The Centurions by Jean Larteguy

Have you ever not wanted to put a book on the shelf because you would be admitting that it is done?  This is how I feel about Lartéguy's The Centurions.  I drug my feet reading the last 50 pages because I didn't want it to end.  Luckily for me I have The Praetorians pre-ordered.  It comes out on June 7th.

These books have been long out of print yet have remained favorites of the counter-insurgency and small wars crowd.  Generals Petraeus and McChrystal are famously fans.

The novel follows a group of French parachute officers from the fall of Dien Bien Phu, through Communist imprisonment, to the battle of Algiers.  Lartéguy was a soldier who fought with the Free French in WW2.  His book is anti-communist and anti-leftist-intellectual which may explain why it has been out of print for so long.  One of the fundamental questions that gets mentioned around this book is: what happens when a class of soldiers realizes that the society they serve is no longer worthy of their sacrifice?  The legions returned to Rome and the Paras threatened to jump on Paris.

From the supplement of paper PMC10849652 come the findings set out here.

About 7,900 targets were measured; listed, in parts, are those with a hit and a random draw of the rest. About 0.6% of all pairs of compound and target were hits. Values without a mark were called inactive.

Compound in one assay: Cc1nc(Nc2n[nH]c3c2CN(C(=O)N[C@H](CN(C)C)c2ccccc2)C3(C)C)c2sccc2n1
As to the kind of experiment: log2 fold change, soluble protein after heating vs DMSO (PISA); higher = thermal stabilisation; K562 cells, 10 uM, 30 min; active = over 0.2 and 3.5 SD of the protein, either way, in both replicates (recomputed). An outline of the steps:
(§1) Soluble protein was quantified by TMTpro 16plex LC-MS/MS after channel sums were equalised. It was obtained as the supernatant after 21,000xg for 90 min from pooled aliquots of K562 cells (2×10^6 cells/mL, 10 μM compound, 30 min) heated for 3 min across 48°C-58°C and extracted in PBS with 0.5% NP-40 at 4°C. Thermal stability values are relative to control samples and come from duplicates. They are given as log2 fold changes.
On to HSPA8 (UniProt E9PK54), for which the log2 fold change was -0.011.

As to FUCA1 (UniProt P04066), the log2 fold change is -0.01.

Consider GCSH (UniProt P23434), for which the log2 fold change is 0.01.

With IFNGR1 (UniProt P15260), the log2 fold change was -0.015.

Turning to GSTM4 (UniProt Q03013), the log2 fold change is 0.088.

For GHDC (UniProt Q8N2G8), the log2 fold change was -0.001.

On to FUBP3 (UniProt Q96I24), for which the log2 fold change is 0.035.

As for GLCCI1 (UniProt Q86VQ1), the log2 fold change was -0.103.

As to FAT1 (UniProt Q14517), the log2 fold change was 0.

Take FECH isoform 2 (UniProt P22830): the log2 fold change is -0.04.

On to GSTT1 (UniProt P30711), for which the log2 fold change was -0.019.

"nothing great, alas, has ever emerged from peace... Peace has always been the reign of mediocrities, and pacifism the bleating of a herd of sheep which allow themselves to be led to the slaughter-house without defending themselves."

"I've made two mistakes, gentlemen. I've confided in a woman and I've slept in a bed."

"Capitalist system... using money and technology as a substitute for faith, forgetting that the masses are the mainspring of all endeavor, corrupting them with modern amenities instead of keeping them wiry and alert with the offer of some valid purpose in life... The civilization of the frigidaire and the bidet."

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